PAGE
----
The machines that Harrison Ford was hunting down in Blade Runner were definitively dangerous, androids to be destroyed. But the confidence with which the engineers within the Additive Repair Development Center (ARDC, located inside the Polytechnic University of Bari and in partnership with the Polytechnic) handle the Laser Deposition machines, can imaginatively conjure up the image of an engineer 4.0 who programs and commands laser machines on how to rebuild and repair metal parts according to his or her design. Even more so if the machines in question work on the turbine blades of an aircraft engine.
"Machines are essentially stupid...they think they are executing commands with absolute precision, but they need human direction to do the job accurately. They are excellent arms, with quite advanced brains, but never like a human one." Gianluca Maggipinto is one of the researchers at the Polytechnic University of Bari and is part of Giulio Longo's team, the Test Engineer Leader at ARDC, which comprises five other young engineers: Cesare, Marco, Nicola, Paolo and Vincenzo. Recently, the Avio Aero laboratory in Bari made Cold Spray available to airlines, the first additive repair technique developed for certain aircraft engine components.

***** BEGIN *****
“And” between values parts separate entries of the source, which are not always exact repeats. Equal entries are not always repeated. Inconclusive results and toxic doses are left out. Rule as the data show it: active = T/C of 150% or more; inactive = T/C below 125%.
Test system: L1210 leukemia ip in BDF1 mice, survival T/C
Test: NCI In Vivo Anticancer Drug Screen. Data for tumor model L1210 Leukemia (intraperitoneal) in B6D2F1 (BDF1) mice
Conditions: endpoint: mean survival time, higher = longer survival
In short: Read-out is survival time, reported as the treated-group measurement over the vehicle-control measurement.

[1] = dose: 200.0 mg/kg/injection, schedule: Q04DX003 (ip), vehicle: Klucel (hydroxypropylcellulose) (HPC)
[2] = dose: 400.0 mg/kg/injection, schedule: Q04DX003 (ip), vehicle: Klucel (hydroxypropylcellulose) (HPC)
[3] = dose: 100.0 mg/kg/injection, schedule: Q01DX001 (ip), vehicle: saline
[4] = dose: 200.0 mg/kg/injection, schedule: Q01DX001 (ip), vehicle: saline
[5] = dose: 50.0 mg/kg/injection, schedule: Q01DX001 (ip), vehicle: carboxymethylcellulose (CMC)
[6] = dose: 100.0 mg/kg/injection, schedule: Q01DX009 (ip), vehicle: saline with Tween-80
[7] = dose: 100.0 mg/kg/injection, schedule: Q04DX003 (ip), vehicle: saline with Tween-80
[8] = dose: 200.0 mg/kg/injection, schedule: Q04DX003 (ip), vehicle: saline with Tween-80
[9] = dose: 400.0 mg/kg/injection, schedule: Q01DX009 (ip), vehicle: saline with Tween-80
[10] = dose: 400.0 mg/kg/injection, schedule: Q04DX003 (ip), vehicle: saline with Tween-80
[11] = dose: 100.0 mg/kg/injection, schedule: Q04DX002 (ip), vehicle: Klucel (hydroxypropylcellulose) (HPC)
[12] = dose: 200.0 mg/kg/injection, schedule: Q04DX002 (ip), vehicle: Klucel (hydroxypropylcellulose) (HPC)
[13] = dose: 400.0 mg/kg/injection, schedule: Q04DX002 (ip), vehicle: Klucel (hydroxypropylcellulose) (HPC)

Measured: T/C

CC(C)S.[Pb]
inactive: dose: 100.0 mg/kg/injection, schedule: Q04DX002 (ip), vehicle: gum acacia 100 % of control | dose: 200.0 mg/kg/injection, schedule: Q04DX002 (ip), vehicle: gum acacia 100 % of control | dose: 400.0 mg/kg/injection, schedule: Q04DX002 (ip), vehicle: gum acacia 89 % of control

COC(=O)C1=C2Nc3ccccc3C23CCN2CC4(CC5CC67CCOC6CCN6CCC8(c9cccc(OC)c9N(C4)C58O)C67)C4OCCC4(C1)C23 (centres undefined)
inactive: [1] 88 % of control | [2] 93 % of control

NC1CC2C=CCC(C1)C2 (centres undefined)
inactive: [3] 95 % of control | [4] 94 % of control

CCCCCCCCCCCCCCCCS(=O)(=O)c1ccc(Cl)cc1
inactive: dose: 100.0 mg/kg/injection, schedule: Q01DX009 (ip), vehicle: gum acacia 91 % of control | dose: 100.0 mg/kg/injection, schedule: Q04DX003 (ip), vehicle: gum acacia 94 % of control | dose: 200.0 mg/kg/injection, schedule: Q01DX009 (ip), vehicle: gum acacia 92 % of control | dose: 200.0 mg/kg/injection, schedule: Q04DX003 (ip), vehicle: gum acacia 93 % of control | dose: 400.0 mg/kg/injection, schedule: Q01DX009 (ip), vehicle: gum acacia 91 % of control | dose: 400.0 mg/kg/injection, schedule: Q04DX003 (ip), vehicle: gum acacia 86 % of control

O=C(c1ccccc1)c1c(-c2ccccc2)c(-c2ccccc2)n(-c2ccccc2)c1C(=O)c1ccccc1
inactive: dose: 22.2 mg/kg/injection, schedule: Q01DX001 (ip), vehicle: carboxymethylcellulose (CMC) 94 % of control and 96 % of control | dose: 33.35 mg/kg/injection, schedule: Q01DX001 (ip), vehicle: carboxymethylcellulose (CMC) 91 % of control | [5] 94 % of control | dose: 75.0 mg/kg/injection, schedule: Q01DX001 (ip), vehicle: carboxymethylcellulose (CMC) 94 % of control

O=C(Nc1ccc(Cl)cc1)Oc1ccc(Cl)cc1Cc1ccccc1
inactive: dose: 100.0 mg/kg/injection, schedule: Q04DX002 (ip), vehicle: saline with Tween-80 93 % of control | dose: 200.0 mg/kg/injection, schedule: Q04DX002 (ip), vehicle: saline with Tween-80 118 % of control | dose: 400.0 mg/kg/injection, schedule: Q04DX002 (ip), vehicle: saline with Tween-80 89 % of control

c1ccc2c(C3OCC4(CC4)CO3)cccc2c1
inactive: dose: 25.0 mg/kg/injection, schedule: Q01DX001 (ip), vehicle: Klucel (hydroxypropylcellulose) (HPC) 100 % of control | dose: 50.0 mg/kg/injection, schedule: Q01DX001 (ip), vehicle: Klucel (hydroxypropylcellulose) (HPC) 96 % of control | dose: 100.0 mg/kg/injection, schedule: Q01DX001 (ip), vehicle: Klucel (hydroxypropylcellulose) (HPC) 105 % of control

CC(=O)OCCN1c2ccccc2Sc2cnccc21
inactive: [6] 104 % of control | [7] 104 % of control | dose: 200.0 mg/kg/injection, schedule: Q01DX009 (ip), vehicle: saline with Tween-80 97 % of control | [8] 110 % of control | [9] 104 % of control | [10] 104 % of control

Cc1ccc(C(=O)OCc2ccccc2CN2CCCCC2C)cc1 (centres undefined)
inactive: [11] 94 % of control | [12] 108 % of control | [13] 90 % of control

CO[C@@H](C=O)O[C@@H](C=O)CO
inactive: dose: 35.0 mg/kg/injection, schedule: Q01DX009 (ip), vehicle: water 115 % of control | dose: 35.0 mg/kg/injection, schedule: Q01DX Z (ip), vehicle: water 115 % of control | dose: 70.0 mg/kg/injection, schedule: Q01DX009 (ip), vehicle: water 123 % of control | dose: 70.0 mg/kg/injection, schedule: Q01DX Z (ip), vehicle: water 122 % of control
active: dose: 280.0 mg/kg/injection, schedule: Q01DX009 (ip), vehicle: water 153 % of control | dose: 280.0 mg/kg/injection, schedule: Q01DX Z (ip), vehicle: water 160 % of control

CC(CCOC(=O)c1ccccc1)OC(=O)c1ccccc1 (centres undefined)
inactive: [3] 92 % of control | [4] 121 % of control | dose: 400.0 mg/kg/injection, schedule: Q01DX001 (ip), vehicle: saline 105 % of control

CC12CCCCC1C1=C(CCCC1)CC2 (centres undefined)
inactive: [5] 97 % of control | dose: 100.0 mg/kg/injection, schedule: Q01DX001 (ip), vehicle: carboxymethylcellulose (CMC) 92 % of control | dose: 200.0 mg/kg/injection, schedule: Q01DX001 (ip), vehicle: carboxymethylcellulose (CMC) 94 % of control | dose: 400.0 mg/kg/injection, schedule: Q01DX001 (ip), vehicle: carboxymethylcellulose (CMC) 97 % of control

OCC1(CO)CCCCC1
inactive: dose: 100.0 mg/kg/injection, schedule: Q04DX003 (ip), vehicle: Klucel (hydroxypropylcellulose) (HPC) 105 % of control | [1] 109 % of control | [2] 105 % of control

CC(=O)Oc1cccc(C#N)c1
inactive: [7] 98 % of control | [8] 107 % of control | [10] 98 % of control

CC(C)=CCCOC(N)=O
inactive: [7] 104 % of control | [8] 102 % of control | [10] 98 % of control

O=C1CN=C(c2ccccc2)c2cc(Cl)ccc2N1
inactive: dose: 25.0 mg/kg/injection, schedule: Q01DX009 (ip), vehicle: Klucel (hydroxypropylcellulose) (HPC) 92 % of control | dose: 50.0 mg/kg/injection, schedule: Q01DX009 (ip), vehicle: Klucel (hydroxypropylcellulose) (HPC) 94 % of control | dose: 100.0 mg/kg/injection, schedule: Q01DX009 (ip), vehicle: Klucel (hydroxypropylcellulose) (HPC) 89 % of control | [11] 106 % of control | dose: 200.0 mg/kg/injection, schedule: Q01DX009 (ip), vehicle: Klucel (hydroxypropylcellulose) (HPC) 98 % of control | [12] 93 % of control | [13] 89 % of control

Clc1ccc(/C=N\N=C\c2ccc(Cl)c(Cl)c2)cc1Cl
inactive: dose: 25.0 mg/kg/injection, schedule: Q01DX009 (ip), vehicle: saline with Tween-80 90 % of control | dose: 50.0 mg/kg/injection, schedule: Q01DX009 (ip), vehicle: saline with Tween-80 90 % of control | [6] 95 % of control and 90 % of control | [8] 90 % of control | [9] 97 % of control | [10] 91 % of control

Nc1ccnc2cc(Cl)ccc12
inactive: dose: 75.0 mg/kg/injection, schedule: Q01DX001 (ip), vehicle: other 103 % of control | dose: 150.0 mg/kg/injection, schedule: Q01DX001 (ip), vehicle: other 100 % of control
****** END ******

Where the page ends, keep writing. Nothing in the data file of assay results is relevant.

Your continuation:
Laser Deposition is the second technique available in the Bari laboratory, and it’s currently under development. According to this technology, metallic powder is deposited on the engine part to be repaired, or on the portion to be rebuilt, using a high-precision laser. Laser deposition is suitable for very thin engine components, small in size, difficult to weld or restore, such as stator or rotor blades.
Gianluca has been working at the lab for almost two years; he works 70% of the time on Laser Deposition, and the rest of the time he supports the other development engineers in the team with Cold Spray. "I graduated in engineering management, although mechanics has always fascinated me". In fact, Gianluca then specialized in Additive Manufacturing and Rapid Prototyping (one of the main benefits of 3D printing). He chose these subjects when following the courses of his professor who was a forerunner in additives, who, knowing about the partnership between the Polytechnic and Avio Aero and the emerging additive technique laboratory, suggested his students how to follow this path. "Prof. Galantucci has been studying these subjects since the end of the '80s, when they were just beginning...in the earliest experimental stages. I met my current colleagues right in the same course, when the professor told us about the laboratory and what we could work on, we sat the entrance exam and here we are!”